After we arrived at Nhon Ly Village in Quy Nhon City for a three-day working trip last month, we were invited to visit Eo Gio beach, ensconced in a beautiful embrace by the mountains.
Our local tour guide, Nguyen Thu Binh, said Eo Gio, a natural strait, was not known by many people, although it was one of the most beautiful tourism sites in the central coastal province of Binh Dinh.
A car took us across the 2.5km Thi Nai Bridge, one of the longest sea bridges in Southeast Asia and the region’s pride, to Eo Gio.
Before the bridge was completed, communication between Nhon Ly and Quy Nhon was very difficult. Residents and tourists had to travel by motorboat for almost two hours, Binh said.
Looking south-west from the bridge, we could see Quy Nhon city, looking charming and stunning with its breathtaking landscape, including Hung Luong fishing village, located on one side of the strait.
From a distance, the sand beside the strait seemed to merge with the clouds, offering us a moment of wonder.
Goats grazed on green grass spread across vast fields and among outcrops of rock.
|Ancient: The islands are part of the old Sunda land mass that was submerged 80 to 100 metres beneath the sea about 5,000 years ago as the ice sheets melted.|
Along the seashore, there were thousands of rocks of different sizes. I took a number of them of different sizes and forms, including an egg-shaped one. They were so beautiful, like God’s handicraft.
A local man, Huynh Van Luong, told us that the rocks and stones belonged to the virgin landscape before the seas rose 5,000 years ago.
My friend Nguyen Thi Huan and I took a rest on a large flagstone. We felt all our troubles disappeared. It was a perfect interlude.
Luong led us to a small fishing village, Hung Luong, which faced the sea. It was surrounded by many fishing boats.
He then took us to Huong Luong Pagoda, which had a large statue of the Bodhisattva of Limiless Compassion, Kwan Yin (or Goddess of Mercy), facing out to sea and showering peace and luck on fishermen and their families.
“The most beautiful time to visit the strait is from April to September because there are no storms during these months,” Luong said.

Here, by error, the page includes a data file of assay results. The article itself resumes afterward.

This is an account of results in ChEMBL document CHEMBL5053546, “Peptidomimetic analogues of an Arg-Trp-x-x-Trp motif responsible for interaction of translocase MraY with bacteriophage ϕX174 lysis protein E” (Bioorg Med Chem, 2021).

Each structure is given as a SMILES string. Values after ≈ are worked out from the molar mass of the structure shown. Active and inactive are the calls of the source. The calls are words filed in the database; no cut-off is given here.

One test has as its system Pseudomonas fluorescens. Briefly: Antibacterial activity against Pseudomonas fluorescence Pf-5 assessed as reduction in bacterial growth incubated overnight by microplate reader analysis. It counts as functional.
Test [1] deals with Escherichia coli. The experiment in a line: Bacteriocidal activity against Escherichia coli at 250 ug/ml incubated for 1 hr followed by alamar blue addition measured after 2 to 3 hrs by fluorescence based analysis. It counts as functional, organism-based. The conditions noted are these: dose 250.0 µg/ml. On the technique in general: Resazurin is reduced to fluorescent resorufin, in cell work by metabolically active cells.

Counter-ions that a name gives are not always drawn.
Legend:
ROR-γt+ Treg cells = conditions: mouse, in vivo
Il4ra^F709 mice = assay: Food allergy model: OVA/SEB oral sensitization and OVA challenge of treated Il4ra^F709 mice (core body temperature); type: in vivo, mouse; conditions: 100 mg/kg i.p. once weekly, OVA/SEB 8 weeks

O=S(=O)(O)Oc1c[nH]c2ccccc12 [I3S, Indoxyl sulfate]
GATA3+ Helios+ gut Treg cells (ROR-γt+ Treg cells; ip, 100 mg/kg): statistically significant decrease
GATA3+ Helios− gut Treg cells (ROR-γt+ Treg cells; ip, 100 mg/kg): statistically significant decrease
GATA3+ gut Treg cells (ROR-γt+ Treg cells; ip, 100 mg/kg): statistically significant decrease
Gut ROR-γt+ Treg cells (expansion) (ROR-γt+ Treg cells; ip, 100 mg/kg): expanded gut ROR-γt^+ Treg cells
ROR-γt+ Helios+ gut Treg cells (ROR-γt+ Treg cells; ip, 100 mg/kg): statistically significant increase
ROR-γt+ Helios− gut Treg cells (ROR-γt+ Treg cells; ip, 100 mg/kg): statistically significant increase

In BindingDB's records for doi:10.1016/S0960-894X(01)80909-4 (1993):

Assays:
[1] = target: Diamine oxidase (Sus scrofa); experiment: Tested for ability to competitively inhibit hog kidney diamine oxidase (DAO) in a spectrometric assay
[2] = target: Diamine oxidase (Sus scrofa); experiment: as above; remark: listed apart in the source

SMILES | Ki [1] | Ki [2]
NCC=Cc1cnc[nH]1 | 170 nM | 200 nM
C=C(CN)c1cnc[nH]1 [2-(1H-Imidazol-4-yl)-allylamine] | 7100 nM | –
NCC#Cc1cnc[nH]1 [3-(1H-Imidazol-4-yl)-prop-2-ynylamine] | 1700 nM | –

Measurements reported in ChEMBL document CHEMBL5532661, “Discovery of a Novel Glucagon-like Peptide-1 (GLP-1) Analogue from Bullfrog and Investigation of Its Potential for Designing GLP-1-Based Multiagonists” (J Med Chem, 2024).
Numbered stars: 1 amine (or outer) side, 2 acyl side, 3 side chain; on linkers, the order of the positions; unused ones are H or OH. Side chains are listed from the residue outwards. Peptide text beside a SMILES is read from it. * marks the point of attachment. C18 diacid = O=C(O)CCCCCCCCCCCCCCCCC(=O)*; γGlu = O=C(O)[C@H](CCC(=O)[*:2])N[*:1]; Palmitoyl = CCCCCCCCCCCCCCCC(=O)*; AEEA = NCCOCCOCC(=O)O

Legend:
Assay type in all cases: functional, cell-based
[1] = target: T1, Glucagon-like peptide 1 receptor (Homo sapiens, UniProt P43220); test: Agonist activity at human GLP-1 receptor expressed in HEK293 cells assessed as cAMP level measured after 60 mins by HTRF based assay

From there we proceeded to Eo Gio. The road to the strait looked neglected and was devoid of much human interference. We had to travel up and down rough tracks, sometimes groping our way, step by step.
|Tucked away: The beach is very secluded. — VNS photo Nguyen Thanh Ha|
But we didn’t complain, for we had before our eyes a most beautiful sight of an immense sea, vast skies and beautiful curved lines of Eo Gio. We also enjoyed a fresh wind that brought us a whiff of the sea.
Sometimes we made a short stop to enjoy the melodious sounds of waves crashing into cliffs – and the faraway sounds of swallows and babbling brooks.
From the top of a small mountain, we saw coral growing on the shallow seabed and colourful fish swimming amongst it.
About some 100m from the shore was the Mong Islet, which is prominent among rock complexes around it.
Luong told us that local people considered the islet to be a giant crocodile in the sea.
Later in the afternoon, Luong led us to an eatery to enjoy seafood, which was so fresh as it had just been netted from the sea.
We ordered three kilos of scallops, the most tasty and delicious seafood in Eo Gio. The shop owner baked it on charcoal and garnished it with cooking oil, onion, and groundnuts.
The aroma of the dish was mouth-watering. We quickly tucked in, soaking the morsels in sweet, sour and peppery gravy before swallowing it.
The fresh scallop meat was a delight, and we quickly stated to fillup. Then the shop owner told us to stop or we might suffer dyspepsia.
Despite his warning, we thoroughly enjoyed the dish and enjoyed its beautiful aftertaste for a long time.